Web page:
The Supreme Court’s directive to the Government to audit nearly 30 lakh non-governmental organisations (NGOs) will certainly come as a major crackdown on the misuse of public funds by these organisations. The apex court’s intervention, though delayed, is welcome. To simplify matters, it will be better if all political parties come together to help the Government streamline the erring NGOs. Had the Government taken the step to audit the NGOs, it would have been branded as a curtailer of liberal values. However, now with the Supreme Court’s order, opposition parties must keep their bias aside and in the nation’s interest ensure that the honest taxpayer’s money does not go down the drain anymore. The apex court’s order is also unprecedented because, perhaps, this is for the first time that action against erring NGOs has been ordered.
Earlier, certain NGOs were just in the blacklist of the Government. Moreover, this order will also serve as an ultimatum to these organisations and will, hopefully, discipline a large number of NGOs/voluntary organisations that have been misusing public funds for decades. A status report submitted by the Central Bureau of Investigation in the court said that some of the States did not have sufficient laws to make the NGOs transparent with regard to their financial dealings. This is indeed shocking. All States must have adequate regulatory mechanisms to keep track of the money issued to the NGOs. When these Governments have allowed them to use public funds, there should have been time-bound audit systems in place to assess the same. Since there have been enough gaps in the public audit system, the NGOs/voluntary agencies have taken Government departments and Ministries for a ride. And also, some of the dubious elements have quietly got into the system and in the name of opening such agencies, they have siphoned huge funds from the Government exchequer. But the question is: Why did successive Governments allow NGOs which did not even file annual tax returns for so long, remain off the hook? It is not an issue that has just come up under the current NDA regime; it has deep roots in the past. The Modi Government cannot be faulted for acting now.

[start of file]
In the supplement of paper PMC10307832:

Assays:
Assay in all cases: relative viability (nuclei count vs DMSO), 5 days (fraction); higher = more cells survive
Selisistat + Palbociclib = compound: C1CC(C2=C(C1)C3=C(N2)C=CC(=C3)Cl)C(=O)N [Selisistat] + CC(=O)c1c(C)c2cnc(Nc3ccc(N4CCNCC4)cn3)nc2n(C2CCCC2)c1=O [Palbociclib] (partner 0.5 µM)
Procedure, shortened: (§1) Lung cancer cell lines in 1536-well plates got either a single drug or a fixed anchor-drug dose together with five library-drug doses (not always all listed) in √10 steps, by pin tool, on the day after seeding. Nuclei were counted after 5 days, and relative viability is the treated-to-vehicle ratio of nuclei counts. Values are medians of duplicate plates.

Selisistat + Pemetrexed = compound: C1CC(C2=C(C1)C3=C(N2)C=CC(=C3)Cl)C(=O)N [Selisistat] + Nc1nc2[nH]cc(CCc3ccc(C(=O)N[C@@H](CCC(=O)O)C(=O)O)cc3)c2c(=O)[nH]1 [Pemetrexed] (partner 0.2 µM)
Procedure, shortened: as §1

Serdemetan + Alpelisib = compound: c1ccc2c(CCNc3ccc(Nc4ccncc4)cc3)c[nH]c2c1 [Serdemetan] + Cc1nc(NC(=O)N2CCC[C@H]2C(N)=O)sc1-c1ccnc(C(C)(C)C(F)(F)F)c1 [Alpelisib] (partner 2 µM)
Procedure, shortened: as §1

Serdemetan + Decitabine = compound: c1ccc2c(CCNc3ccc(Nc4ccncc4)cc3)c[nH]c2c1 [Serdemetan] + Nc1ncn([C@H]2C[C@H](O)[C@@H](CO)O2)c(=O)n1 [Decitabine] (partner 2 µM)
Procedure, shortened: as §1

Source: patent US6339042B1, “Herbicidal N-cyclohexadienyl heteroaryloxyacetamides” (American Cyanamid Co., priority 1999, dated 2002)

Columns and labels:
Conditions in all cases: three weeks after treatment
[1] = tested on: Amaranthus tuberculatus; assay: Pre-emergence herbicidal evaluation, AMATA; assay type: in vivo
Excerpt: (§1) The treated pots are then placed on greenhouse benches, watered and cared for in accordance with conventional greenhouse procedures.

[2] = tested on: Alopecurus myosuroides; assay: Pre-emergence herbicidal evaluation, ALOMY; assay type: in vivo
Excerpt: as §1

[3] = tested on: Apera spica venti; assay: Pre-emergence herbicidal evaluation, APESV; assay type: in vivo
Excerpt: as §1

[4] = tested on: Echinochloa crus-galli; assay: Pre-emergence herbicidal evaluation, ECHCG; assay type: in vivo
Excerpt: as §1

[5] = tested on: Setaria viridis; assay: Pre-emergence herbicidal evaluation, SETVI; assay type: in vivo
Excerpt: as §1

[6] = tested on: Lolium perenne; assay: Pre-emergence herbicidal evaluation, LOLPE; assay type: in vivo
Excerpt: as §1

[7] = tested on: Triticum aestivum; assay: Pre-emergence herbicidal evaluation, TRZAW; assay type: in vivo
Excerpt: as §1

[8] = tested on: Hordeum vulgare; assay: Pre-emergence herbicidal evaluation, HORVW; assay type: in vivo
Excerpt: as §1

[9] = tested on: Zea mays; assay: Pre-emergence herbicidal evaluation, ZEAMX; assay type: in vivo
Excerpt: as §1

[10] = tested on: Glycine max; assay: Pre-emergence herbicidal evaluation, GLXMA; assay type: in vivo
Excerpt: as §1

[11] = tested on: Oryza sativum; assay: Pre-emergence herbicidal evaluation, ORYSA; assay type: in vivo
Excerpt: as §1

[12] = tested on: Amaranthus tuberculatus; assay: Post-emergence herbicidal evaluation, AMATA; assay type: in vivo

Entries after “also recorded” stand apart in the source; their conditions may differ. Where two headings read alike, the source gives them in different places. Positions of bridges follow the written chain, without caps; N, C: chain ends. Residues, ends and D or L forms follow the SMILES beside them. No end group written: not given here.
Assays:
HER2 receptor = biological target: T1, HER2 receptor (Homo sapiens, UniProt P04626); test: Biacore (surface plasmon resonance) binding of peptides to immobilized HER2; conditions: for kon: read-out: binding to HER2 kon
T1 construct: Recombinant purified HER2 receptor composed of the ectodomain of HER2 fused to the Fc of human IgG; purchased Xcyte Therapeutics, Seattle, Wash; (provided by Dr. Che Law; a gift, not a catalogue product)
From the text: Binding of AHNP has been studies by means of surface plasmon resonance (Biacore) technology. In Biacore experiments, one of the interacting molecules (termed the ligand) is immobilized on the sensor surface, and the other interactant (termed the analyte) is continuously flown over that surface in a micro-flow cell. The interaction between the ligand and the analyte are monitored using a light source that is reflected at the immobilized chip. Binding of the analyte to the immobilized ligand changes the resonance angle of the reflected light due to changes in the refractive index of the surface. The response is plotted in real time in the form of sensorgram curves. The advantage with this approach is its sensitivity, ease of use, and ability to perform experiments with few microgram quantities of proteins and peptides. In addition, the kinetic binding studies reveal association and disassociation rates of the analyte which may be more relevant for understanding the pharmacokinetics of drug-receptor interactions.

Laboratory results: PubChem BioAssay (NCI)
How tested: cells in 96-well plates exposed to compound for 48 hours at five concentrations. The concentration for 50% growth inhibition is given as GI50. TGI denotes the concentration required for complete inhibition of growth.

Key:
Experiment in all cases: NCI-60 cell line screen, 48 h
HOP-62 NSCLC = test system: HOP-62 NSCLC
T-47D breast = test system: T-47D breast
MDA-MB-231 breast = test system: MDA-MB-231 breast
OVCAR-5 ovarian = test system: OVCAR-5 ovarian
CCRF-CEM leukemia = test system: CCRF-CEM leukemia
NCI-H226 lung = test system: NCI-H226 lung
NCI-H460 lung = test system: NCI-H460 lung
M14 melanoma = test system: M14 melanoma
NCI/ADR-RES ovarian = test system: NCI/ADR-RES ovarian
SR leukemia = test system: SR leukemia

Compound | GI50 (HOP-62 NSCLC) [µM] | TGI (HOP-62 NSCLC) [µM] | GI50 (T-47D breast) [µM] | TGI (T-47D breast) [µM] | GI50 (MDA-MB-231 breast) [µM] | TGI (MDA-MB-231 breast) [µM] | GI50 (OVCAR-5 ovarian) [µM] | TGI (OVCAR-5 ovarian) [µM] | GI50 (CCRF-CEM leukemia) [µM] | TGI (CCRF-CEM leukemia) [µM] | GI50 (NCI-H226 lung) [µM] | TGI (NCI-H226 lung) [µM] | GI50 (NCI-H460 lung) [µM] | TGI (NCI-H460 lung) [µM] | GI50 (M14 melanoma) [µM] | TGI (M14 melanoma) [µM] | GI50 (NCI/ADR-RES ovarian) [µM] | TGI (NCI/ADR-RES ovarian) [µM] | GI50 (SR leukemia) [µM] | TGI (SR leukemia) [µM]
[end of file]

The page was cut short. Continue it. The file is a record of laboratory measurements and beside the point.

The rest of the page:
When the court intervened, it came to light that the General Financial Rules 2005 mandate a regulatory mechanism for NGOs and voluntary organisations. If this is so, then Union Governments should have put in place sufficient checks and balances to prevent the misuse of public funds from the start. If such steps had been taken, problem would not have assumed the proportion that it has. But now, as the court has ordered the Government to criminally prosecute some of the NGOs who have cooked their books or have been involved in misappropriation of funds, the ‘better late than never’ principle can be hailed. As the court has asked the Government to frame guidelines for the accreditation of the NGOs in time for the next hearing, it will put enough pressure on the departments and Ministries concerned to set the ball in motion. We need to salute the action taken by the court. It’s also a wake-up call to the public also to monitor the activities of the NGOs, just as the NGOs monitor the Government’s functioning.
Courtesy: The Pioneer